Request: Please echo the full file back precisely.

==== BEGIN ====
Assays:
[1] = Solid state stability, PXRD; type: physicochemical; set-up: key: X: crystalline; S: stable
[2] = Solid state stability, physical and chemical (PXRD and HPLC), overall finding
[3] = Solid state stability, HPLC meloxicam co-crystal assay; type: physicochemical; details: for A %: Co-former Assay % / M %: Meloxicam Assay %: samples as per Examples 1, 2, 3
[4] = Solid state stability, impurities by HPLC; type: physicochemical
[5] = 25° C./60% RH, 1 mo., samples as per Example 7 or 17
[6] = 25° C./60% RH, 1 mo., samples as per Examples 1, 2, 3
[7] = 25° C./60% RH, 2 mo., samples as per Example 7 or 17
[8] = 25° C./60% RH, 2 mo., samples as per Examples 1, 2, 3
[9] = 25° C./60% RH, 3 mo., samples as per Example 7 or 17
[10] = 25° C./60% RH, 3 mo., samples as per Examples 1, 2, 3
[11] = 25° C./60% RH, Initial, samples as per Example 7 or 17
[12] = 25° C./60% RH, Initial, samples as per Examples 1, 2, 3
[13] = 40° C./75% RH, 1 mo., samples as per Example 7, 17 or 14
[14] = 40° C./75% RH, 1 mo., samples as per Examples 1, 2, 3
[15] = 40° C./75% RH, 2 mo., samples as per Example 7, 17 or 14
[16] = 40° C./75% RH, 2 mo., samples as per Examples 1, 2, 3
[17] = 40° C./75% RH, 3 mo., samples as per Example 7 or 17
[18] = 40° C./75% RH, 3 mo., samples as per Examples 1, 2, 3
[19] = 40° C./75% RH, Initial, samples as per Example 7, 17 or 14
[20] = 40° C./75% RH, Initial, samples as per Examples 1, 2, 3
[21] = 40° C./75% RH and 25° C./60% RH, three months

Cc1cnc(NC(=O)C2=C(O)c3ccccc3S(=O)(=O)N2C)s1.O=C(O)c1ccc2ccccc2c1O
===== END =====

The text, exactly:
Assays:
[1] = Solid state stability, PXRD; type: physicochemical; set-up: key: X: crystalline; S: stable
[2] = Solid state stability, physical and chemical (PXRD and HPLC), overall finding
[3] = Solid state stability, HPLC meloxicam co-crystal assay; type: physicochemical; details: for A %: Co-former Assay % / M %: Meloxicam Assay %: samples as per Examples 1, 2, 3
[4] = Solid state stability, impurities by HPLC; type: physicochemical
[5] = 25° C./60% RH, 1 mo., samples as per Example 7 or 17
[6] = 25° C./60% RH, 1 mo., samples as per Examples 1, 2, 3
[7] = 25° C./60% RH, 2 mo., samples as per Example 7 or 17
[8] = 25° C./60% RH, 2 mo., samples as per Examples 1, 2, 3
[9] = 25° C./60% RH, 3 mo., samples as per Example 7 or 17
[10] = 25° C./60% RH, 3 mo., samples as per Examples 1, 2, 3
[11] = 25° C./60% RH, Initial, samples as per Example 7 or 17
[12] = 25° C./60% RH, Initial, samples as per Examples 1, 2, 3
[13] = 40° C./75% RH, 1 mo., samples as per Example 7, 17 or 14
[14] = 40° C./75% RH, 1 mo., samples as per Examples 1, 2, 3
[15] = 40° C./75% RH, 2 mo., samples as per Example 7, 17 or 14
[16] = 40° C./75% RH, 2 mo., samples as per Examples 1, 2, 3
[17] = 40° C./75% RH, 3 mo., samples as per Example 7 or 17
[18] = 40° C./75% RH, 3 mo., samples as per Examples 1, 2, 3
[19] = 40° C./75% RH, Initial, samples as per Example 7, 17 or 14
[20] = 40° C./75% RH, Initial, samples as per Examples 1, 2, 3
[21] = 40° C./75% RH and 25° C./60% RH, three months

Cc1cnc(NC(=O)C2=C(O)c3ccccc3S(=O)(=O)N2C)s1.O=C(O)c1ccc2ccccc2c1O